Estimating Conception Date from Early Ultrasounds: The Missing Two Weeks

by Jane Foley

First please note that with the human body there are no EXACT answers when it comes to anything. The dating of a pregnancy is an estimated date gathered from averages of thousands of measurements taken within a cross section of our country.

Unless you have undergone a special procedure such as artificial insemination or in vitro fertilization, it is difficult to know the exact date of conception.

Sperm can live at least five days in a woman's body. Some literature extends the life of sperm to seven days. This means that you may conceive days after you've had intercourse.

Dating starts on the first day of your last period. Any time a pregnancy is dated, whether it is from the LMP or an ultrasound, an two extra weeks are always included in the calculation. During the first two weeks of "pregnancy" your body is really preparing for pregnancy. So if your period was on the first of the month, on the 14th, even though this is the "day of conception," you are considered two weeks pregnant.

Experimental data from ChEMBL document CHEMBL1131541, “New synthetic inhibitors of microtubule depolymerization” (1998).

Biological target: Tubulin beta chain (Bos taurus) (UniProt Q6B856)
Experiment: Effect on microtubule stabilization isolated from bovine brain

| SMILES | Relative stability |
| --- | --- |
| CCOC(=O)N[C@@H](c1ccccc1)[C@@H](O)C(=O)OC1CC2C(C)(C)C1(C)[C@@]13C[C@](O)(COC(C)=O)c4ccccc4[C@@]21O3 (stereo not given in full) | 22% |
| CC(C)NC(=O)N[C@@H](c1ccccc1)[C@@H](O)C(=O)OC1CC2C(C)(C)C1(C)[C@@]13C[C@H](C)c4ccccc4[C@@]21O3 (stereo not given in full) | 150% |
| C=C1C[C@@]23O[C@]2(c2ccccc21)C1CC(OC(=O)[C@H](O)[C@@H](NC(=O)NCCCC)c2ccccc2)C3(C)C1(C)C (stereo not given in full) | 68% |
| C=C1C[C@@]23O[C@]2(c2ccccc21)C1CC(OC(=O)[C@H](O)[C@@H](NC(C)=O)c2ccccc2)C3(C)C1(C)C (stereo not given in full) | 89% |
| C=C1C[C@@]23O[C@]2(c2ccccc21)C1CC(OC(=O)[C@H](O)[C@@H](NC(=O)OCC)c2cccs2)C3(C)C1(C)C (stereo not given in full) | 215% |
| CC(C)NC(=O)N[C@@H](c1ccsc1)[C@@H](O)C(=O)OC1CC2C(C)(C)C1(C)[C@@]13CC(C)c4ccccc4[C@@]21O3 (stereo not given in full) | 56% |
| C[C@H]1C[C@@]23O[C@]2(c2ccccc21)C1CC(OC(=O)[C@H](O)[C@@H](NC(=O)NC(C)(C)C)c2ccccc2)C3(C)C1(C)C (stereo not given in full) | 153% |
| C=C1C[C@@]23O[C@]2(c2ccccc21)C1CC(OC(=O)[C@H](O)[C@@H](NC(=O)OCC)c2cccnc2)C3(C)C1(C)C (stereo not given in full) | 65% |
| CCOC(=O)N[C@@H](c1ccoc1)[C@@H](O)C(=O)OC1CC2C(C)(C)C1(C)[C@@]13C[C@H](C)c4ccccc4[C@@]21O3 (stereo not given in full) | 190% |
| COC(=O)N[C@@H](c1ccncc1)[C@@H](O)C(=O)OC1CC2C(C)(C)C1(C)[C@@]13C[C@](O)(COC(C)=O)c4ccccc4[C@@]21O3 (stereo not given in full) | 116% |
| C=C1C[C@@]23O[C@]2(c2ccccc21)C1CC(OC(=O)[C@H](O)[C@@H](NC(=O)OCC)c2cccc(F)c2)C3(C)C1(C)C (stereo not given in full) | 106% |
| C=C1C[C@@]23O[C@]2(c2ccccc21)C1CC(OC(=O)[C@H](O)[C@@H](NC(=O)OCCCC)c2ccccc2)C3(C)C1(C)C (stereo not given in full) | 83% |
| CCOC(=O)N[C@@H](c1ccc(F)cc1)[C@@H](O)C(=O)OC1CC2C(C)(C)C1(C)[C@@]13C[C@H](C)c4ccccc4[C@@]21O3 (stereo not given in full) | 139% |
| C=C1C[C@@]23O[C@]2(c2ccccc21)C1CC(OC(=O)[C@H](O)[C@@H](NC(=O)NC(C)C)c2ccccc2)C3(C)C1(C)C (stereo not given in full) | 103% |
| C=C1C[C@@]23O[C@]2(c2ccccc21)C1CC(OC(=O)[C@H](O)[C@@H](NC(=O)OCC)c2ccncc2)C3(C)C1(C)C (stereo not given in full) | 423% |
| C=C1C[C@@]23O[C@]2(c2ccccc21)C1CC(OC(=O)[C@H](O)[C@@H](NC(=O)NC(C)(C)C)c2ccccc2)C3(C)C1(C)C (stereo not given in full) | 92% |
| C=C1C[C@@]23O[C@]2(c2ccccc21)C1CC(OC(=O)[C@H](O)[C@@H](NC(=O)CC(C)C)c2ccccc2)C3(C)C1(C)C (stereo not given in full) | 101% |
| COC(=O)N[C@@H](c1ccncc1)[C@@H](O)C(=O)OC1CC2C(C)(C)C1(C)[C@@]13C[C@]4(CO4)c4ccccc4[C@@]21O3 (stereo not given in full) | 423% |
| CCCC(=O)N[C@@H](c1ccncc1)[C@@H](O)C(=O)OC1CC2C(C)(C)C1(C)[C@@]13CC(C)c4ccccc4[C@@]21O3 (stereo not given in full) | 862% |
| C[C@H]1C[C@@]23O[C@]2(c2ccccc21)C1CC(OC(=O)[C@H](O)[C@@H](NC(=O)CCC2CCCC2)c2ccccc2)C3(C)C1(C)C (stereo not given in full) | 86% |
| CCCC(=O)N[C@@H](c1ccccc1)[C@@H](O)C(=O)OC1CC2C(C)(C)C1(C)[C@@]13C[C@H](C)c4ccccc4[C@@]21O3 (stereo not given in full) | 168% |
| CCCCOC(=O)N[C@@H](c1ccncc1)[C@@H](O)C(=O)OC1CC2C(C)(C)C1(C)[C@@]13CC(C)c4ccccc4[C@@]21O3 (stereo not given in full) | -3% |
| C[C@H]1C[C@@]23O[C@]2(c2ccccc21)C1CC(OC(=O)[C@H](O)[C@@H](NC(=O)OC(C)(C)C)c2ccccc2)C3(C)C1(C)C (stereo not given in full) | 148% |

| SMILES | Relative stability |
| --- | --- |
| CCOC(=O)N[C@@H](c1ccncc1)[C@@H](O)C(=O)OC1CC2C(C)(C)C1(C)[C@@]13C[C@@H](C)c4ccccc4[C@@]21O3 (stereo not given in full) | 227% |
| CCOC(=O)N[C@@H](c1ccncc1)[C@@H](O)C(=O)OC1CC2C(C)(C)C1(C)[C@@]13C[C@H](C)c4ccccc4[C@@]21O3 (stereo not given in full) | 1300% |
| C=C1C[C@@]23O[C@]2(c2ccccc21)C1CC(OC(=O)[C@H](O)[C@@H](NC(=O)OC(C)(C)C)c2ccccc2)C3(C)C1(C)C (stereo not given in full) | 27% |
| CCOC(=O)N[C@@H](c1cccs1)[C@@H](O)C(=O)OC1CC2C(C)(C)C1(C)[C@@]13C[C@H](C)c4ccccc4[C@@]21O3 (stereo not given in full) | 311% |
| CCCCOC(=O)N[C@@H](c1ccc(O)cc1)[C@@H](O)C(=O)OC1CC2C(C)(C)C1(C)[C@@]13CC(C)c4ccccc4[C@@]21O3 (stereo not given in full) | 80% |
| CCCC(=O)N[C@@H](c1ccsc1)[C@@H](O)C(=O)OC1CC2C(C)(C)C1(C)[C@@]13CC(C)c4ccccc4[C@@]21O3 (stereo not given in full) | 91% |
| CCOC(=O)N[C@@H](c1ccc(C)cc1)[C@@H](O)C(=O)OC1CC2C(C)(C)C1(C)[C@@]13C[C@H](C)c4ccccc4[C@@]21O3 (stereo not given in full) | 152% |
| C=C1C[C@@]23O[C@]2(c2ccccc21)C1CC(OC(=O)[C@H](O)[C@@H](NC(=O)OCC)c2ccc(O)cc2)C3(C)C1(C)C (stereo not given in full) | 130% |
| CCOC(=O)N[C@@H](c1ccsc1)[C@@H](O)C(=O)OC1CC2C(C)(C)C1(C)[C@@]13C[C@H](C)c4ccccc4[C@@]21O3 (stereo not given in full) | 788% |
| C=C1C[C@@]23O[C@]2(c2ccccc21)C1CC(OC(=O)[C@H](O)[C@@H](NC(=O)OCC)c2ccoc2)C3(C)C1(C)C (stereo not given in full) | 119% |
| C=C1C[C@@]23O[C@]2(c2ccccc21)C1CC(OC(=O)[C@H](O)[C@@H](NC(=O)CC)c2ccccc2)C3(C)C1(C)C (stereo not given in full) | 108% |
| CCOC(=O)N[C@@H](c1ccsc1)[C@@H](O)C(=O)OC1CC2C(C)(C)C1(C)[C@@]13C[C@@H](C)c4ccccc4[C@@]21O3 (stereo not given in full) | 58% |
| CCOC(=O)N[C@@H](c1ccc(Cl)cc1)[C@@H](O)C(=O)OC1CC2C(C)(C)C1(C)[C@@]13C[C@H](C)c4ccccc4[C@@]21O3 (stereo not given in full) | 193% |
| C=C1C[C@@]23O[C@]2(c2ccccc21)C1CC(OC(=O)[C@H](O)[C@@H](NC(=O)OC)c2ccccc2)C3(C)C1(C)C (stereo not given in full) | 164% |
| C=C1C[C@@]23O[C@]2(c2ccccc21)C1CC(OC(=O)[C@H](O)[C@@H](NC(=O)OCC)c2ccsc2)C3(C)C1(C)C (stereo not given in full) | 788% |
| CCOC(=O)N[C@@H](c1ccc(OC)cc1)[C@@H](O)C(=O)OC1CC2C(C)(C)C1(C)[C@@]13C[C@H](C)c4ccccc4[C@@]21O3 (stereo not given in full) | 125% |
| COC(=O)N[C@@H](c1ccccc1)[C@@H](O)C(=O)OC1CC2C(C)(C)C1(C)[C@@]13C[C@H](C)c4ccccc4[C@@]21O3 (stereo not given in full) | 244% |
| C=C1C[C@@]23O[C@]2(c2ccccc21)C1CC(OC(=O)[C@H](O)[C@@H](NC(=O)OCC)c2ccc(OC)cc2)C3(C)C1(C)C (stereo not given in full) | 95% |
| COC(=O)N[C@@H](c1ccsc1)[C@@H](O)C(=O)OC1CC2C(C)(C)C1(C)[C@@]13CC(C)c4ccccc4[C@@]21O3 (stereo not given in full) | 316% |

So how do you find an estimation of when you conceived? Start on the date you had your earliest ultrasound. Take this date along with the weeks and days given by the ultrasound. Now count back to week two. For example, if you had your ultrasound on June 13th which dated you at 6w5d, you would count back 4w5d and find May 11th conception. See the chart below for examples:

Date of Ultrasound Pregnancy Dating Conception Date
June 13th 6w5d May 11
June 20th 7w5d May 11
June 29th 9 weeks May 11

Just remember -- The most common mistake when trying to determine the day of conception is counting all the way back to day 1! You will be two weeks off if you make this miscalculation.

Jane Foley has worked as a Sonographer (Ultrasound Technologist) for over twenty-three years. Being somewhat of a gypsy, Jane has lived and worked in many parts of the world. She pulls a wealth of information from her experience in the field of Radiology and her interactions with such a broad cross-section of cultures. She now makes her home on the island of Maui with her English husband, Michael.

Copyright © Jane Foley. Permission to republish granted to